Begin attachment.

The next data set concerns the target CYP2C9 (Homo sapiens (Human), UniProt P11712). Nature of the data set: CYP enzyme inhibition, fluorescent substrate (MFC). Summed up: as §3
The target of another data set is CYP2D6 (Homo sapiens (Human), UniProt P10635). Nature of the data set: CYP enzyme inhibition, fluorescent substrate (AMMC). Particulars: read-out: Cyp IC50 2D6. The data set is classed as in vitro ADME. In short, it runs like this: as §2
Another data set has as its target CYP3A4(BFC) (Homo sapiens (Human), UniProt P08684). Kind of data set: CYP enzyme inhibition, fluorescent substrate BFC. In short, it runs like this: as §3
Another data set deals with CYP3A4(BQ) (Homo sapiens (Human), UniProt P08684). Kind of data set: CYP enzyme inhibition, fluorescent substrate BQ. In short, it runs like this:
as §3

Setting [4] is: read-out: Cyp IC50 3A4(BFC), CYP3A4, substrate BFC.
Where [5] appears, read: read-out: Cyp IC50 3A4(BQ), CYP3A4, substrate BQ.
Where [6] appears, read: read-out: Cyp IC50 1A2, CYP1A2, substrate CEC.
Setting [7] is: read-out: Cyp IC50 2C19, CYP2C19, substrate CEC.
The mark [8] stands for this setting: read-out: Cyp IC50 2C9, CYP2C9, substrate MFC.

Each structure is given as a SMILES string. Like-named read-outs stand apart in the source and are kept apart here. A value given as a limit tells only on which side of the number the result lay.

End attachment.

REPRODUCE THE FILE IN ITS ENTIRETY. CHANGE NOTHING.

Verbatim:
The next data set concerns the target CYP2C9 (Homo sapiens (Human), UniProt P11712). Nature of the data set: CYP enzyme inhibition, fluorescent substrate (MFC). Summed up: as §3
The target of another data set is CYP2D6 (Homo sapiens (Human), UniProt P10635). Nature of the data set: CYP enzyme inhibition, fluorescent substrate (AMMC). Particulars: read-out: Cyp IC50 2D6. The data set is classed as in vitro ADME. In short, it runs like this: as §2
Another data set has as its target CYP3A4(BFC) (Homo sapiens (Human), UniProt P08684). Kind of data set: CYP enzyme inhibition, fluorescent substrate BFC. In short, it runs like this: as §3
Another data set deals with CYP3A4(BQ) (Homo sapiens (Human), UniProt P08684). Kind of data set: CYP enzyme inhibition, fluorescent substrate BQ. In short, it runs like this:
as §3

Setting [4] is: read-out: Cyp IC50 3A4(BFC), CYP3A4, substrate BFC.
Where [5] appears, read: read-out: Cyp IC50 3A4(BQ), CYP3A4, substrate BQ.
Where [6] appears, read: read-out: Cyp IC50 1A2, CYP1A2, substrate CEC.
Setting [7] is: read-out: Cyp IC50 2C19, CYP2C19, substrate CEC.
The mark [8] stands for this setting: read-out: Cyp IC50 2C9, CYP2C9, substrate MFC.

Each structure is given as a SMILES string. Like-named read-outs stand apart in the source and are kept apart here. A value given as a limit tells only on which side of the number the result lay.